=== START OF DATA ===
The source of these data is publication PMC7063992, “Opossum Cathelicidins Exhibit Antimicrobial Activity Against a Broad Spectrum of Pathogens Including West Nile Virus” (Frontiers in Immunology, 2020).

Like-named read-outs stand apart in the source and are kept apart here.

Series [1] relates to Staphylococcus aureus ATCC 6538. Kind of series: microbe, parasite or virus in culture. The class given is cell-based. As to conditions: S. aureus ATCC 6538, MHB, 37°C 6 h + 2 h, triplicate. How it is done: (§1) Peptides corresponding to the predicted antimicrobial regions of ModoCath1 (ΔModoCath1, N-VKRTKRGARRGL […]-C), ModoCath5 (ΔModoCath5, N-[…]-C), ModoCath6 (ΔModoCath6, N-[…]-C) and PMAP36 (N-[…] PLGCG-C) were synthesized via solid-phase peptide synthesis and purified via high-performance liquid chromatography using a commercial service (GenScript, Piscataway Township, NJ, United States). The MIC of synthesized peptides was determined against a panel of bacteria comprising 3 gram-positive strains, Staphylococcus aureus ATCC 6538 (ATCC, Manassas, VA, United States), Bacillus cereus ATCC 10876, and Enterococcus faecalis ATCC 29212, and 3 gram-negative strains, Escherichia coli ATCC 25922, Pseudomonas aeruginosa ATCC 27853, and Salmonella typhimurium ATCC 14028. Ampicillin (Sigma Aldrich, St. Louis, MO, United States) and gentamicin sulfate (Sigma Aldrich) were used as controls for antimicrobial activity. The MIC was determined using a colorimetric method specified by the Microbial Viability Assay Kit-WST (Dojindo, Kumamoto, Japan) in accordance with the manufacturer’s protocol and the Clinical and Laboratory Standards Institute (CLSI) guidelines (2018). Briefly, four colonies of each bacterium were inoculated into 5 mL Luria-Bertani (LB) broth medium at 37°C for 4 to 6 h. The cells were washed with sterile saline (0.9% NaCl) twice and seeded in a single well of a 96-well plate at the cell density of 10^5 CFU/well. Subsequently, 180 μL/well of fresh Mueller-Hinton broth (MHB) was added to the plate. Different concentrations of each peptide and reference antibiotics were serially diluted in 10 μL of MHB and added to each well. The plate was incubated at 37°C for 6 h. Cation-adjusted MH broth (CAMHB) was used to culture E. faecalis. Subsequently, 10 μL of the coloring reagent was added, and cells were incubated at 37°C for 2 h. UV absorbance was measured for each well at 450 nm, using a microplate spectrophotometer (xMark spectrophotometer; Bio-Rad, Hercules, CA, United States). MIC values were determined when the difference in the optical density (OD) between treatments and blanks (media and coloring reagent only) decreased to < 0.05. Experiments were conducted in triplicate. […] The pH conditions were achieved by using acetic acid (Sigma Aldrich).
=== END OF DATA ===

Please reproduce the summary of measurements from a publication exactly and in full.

The source of these data is publication PMC7063992, “Opossum Cathelicidins Exhibit Antimicrobial Activity Against a Broad Spectrum of Pathogens Including West Nile Virus” (Frontiers in Immunology, 2020).

Like-named read-outs stand apart in the source and are kept apart here.

Series [1] relates to Staphylococcus aureus ATCC 6538. Kind of series: microbe, parasite or virus in culture. The class given is cell-based. As to conditions: S. aureus ATCC 6538, MHB, 37°C 6 h + 2 h, triplicate. How it is done: (§1) Peptides corresponding to the predicted antimicrobial regions of ModoCath1 (ΔModoCath1, N-VKRTKRGARRGL […]-C), ModoCath5 (ΔModoCath5, N-[…]-C), ModoCath6 (ΔModoCath6, N-[…]-C) and PMAP36 (N-[…] PLGCG-C) were synthesized via solid-phase peptide synthesis and purified via high-performance liquid chromatography using a commercial service (GenScript, Piscataway Township, NJ, United States). The MIC of synthesized peptides was determined against a panel of bacteria comprising 3 gram-positive strains, Staphylococcus aureus ATCC 6538 (ATCC, Manassas, VA, United States), Bacillus cereus ATCC 10876, and Enterococcus faecalis ATCC 29212, and 3 gram-negative strains, Escherichia coli ATCC 25922, Pseudomonas aeruginosa ATCC 27853, and Salmonella typhimurium ATCC 14028. Ampicillin (Sigma Aldrich, St. Louis, MO, United States) and gentamicin sulfate (Sigma Aldrich) were used as controls for antimicrobial activity. The MIC was determined using a colorimetric method specified by the Microbial Viability Assay Kit-WST (Dojindo, Kumamoto, Japan) in accordance with the manufacturer’s protocol and the Clinical and Laboratory Standards Institute (CLSI) guidelines (2018). Briefly, four colonies of each bacterium were inoculated into 5 mL Luria-Bertani (LB) broth medium at 37°C for 4 to 6 h. The cells were washed with sterile saline (0.9% NaCl) twice and seeded in a single well of a 96-well plate at the cell density of 10^5 CFU/well. Subsequently, 180 μL/well of fresh Mueller-Hinton broth (MHB) was added to the plate. Different concentrations of each peptide and reference antibiotics were serially diluted in 10 μL of MHB and added to each well. The plate was incubated at 37°C for 6 h. Cation-adjusted MH broth (CAMHB) was used to culture E. faecalis. Subsequently, 10 μL of the coloring reagent was added, and cells were incubated at 37°C for 2 h. UV absorbance was measured for each well at 450 nm, using a microplate spectrophotometer (xMark spectrophotometer; Bio-Rad, Hercules, CA, United States). MIC values were determined when the difference in the optical density (OD) between treatments and blanks (media and coloring reagent only) decreased to < 0.05. Experiments were conducted in triplicate. […] The pH conditions were achieved by using acetic acid (Sigma Aldrich).